A Program For Managing Namelists

Recently, I like to stay in the office late once or twice a week. I'll break up the day by joining one of the sports clubs, going for a jog, or just grabbing dinner somewhere by the office. After the break, I'll get back to work, and I find that I'm quite productive. It's a great time to get in a four or five hour code sprint, where I can usually create a rough version of my newest idea.

Last week, I put together a new code for managing Fortran namelists (see an example of a namelist here), which is available as NameListManager on github. Fortran lacks a standard library with many built in features that users of other languages have come to expect, but surprisingly it comes with a very easy to use I/O routines for a specific type of file.

My group's code uses these files to specify the assortment of parameters needed by our quantum chemistry program. However, I noticed a real problem with this approach. Each developer would add new parameters to the code, and have to hardcode the default values inside the reader routines. This meant you had to look at the source code every time you wanted to know how an input parameter works.

Of course, documenting the code with doxygen would help. You would automatically get a website with a description of all the variables according to your in code comments. But consider this stub program for reading a namelist:

 REAL(8) :: converge_tol !< The maximum iterations to perform.
 INTEGER :: max_steps !< Tolerance to determine if a calculation converged.
   NAMELIST /INPUT/ converge_tol, max_steps
   converge_tol = 1.0D-10
   max_steps = 100

Now naturally we have documented the variables converge_tol and max_steps by writing some doxygen style comments beside them. But notice the problem with this approach. The initialization is separated from the documentation, which means you might end up with inconsistent default values. If you set the default values at the start:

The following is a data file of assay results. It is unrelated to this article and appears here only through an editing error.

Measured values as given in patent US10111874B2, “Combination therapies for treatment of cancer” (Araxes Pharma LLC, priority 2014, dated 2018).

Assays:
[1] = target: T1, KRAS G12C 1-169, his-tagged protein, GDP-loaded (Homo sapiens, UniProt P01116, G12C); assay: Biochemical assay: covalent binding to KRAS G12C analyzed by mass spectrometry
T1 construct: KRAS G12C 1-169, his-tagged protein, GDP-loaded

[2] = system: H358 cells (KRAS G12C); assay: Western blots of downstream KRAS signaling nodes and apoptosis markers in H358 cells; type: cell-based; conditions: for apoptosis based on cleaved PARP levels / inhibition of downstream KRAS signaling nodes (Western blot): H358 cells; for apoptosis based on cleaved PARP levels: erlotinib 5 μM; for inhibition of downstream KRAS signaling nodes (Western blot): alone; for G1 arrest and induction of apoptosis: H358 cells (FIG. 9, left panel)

REAL(8) :: converge_tol = 1.0D-10

Subsequent calls to ReadIn won't reinitialize the default value. So naturally I overreacted to this problem and decided to build an entire package to manage this. NameListManager solves this problem in two steps. First, you begin by writing an XML file which describes the valid input parameters.

<?xml version="1.0" encoding="utf-8" ?>
<input name="example" lang="en" mpi="false">
  <group name="input">
      <description lang="en">
        A module for storing the input parameters.
      <element name="max_steps">
          <description lang="en">
            The maximum iterations to perform
      <element name="converge_tol">
          <description lang="en">
            Tolerance to determine if a calculation converged.

Then if if you run the namelist manager on this input file, it automatically generates the source code for storing, initializing, and reading in these parameters. It also generates restructed text documentation that you might add to a sphinx project. Now when you want to add new input parameters to your program, you don't even have to look at the source code, but instead you spend time describing your new parameter.

One final note: why did I pick XML for input format? Of course, XML has the downside of being verbose, and isn't as trendy as say JSON or YAML. But (as described in earlier blog posts...) XML has the benefit of a schema file. I've included in namelistmanager a xml schema, which your input file is automatically checked against.

No doubt there are other great ways to accomplish this task, but if this light weight approach looks good to you, please clone this project on github. I hope to add this program to something PyPI as well in the near future.